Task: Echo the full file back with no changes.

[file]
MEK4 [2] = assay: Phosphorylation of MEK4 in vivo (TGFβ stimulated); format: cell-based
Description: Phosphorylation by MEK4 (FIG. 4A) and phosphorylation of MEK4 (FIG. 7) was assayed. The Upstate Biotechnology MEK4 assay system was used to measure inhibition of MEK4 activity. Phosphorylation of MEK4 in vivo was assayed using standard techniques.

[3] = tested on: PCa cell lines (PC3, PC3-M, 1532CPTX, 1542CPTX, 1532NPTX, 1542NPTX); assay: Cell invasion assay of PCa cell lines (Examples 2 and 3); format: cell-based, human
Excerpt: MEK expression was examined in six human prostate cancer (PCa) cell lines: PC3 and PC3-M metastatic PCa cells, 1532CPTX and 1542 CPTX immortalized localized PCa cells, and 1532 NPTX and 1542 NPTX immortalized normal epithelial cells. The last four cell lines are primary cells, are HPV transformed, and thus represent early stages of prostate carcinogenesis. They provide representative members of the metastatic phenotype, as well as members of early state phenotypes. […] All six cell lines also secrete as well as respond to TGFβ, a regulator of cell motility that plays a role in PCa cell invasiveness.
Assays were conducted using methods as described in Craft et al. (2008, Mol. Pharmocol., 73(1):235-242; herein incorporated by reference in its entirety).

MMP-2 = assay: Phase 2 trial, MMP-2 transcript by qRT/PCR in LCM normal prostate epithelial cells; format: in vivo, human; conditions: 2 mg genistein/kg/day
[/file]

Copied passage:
MEK4 [2] = assay: Phosphorylation of MEK4 in vivo (TGFβ stimulated); format: cell-based
Description: Phosphorylation by MEK4 (FIG. 4A) and phosphorylation of MEK4 (FIG. 7) was assayed. The Upstate Biotechnology MEK4 assay system was used to measure inhibition of MEK4 activity. Phosphorylation of MEK4 in vivo was assayed using standard techniques.

[3] = tested on: PCa cell lines (PC3, PC3-M, 1532CPTX, 1542CPTX, 1532NPTX, 1542NPTX); assay: Cell invasion assay of PCa cell lines (Examples 2 and 3); format: cell-based, human
Excerpt: MEK expression was examined in six human prostate cancer (PCa) cell lines: PC3 and PC3-M metastatic PCa cells, 1532CPTX and 1542 CPTX immortalized localized PCa cells, and 1532 NPTX and 1542 NPTX immortalized normal epithelial cells. The last four cell lines are primary cells, are HPV transformed, and thus represent early stages of prostate carcinogenesis. They provide representative members of the metastatic phenotype, as well as members of early state phenotypes. […] All six cell lines also secrete as well as respond to TGFβ, a regulator of cell motility that plays a role in PCa cell invasiveness.
Assays were conducted using methods as described in Craft et al. (2008, Mol. Pharmocol., 73(1):235-242; herein incorporated by reference in its entirety).

MMP-2 = assay: Phase 2 trial, MMP-2 transcript by qRT/PCR in LCM normal prostate epithelial cells; format: in vivo, human; conditions: 2 mg genistein/kg/day